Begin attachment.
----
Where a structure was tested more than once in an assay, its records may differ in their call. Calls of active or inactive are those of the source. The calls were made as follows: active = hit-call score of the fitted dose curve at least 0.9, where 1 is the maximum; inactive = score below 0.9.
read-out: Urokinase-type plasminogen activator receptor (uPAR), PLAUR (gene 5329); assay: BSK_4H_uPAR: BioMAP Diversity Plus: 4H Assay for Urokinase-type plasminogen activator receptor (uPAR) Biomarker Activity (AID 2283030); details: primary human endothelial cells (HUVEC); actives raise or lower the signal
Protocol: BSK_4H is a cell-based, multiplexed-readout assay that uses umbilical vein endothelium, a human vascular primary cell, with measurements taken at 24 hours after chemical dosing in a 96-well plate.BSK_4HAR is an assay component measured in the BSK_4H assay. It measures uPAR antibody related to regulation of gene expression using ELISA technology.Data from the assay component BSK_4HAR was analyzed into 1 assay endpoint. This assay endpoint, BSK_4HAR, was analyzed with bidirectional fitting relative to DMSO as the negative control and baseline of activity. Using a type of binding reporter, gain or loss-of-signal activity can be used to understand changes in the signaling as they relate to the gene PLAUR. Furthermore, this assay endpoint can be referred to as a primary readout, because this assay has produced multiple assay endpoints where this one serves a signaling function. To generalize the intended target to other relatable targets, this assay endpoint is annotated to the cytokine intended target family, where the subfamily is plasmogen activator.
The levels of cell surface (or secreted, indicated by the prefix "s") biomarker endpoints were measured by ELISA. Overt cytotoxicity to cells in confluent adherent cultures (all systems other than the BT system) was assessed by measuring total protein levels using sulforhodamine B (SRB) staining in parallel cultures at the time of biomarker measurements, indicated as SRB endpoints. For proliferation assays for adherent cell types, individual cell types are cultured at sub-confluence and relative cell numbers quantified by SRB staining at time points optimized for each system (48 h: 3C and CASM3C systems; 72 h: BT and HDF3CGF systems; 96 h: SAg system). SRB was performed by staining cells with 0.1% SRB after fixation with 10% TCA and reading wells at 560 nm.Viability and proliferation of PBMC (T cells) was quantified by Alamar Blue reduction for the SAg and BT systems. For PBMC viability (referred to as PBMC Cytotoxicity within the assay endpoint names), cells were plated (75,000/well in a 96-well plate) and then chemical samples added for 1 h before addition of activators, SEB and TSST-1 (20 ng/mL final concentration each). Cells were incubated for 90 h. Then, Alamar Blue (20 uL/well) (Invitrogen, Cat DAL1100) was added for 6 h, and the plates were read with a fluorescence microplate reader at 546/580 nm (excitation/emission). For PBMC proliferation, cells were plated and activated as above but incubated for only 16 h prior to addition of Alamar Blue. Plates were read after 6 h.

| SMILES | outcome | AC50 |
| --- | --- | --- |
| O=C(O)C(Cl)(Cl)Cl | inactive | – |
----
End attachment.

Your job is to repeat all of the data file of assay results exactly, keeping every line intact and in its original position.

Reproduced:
Where a structure was tested more than once in an assay, its records may differ in their call. Calls of active or inactive are those of the source. The calls were made as follows: active = hit-call score of the fitted dose curve at least 0.9, where 1 is the maximum; inactive = score below 0.9.
read-out: Urokinase-type plasminogen activator receptor (uPAR), PLAUR (gene 5329); assay: BSK_4H_uPAR: BioMAP Diversity Plus: 4H Assay for Urokinase-type plasminogen activator receptor (uPAR) Biomarker Activity (AID 2283030); details: primary human endothelial cells (HUVEC); actives raise or lower the signal
Protocol: BSK_4H is a cell-based, multiplexed-readout assay that uses umbilical vein endothelium, a human vascular primary cell, with measurements taken at 24 hours after chemical dosing in a 96-well plate.BSK_4HAR is an assay component measured in the BSK_4H assay. It measures uPAR antibody related to regulation of gene expression using ELISA technology.Data from the assay component BSK_4HAR was analyzed into 1 assay endpoint. This assay endpoint, BSK_4HAR, was analyzed with bidirectional fitting relative to DMSO as the negative control and baseline of activity. Using a type of binding reporter, gain or loss-of-signal activity can be used to understand changes in the signaling as they relate to the gene PLAUR. Furthermore, this assay endpoint can be referred to as a primary readout, because this assay has produced multiple assay endpoints where this one serves a signaling function. To generalize the intended target to other relatable targets, this assay endpoint is annotated to the cytokine intended target family, where the subfamily is plasmogen activator.
The levels of cell surface (or secreted, indicated by the prefix "s") biomarker endpoints were measured by ELISA. Overt cytotoxicity to cells in confluent adherent cultures (all systems other than the BT system) was assessed by measuring total protein levels using sulforhodamine B (SRB) staining in parallel cultures at the time of biomarker measurements, indicated as SRB endpoints. For proliferation assays for adherent cell types, individual cell types are cultured at sub-confluence and relative cell numbers quantified by SRB staining at time points optimized for each system (48 h: 3C and CASM3C systems; 72 h: BT and HDF3CGF systems; 96 h: SAg system). SRB was performed by staining cells with 0.1% SRB after fixation with 10% TCA and reading wells at 560 nm.Viability and proliferation of PBMC (T cells) was quantified by Alamar Blue reduction for the SAg and BT systems. For PBMC viability (referred to as PBMC Cytotoxicity within the assay endpoint names), cells were plated (75,000/well in a 96-well plate) and then chemical samples added for 1 h before addition of activators, SEB and TSST-1 (20 ng/mL final concentration each). Cells were incubated for 90 h. Then, Alamar Blue (20 uL/well) (Invitrogen, Cat DAL1100) was added for 6 h, and the plates were read with a fluorescence microplate reader at 546/580 nm (excitation/emission). For PBMC proliferation, cells were plated and activated as above but incubated for only 16 h prior to addition of Alamar Blue. Plates were read after 6 h.

| SMILES | outcome | AC50 |
| --- | --- | --- |
| O=C(O)C(Cl)(Cl)Cl | inactive | – |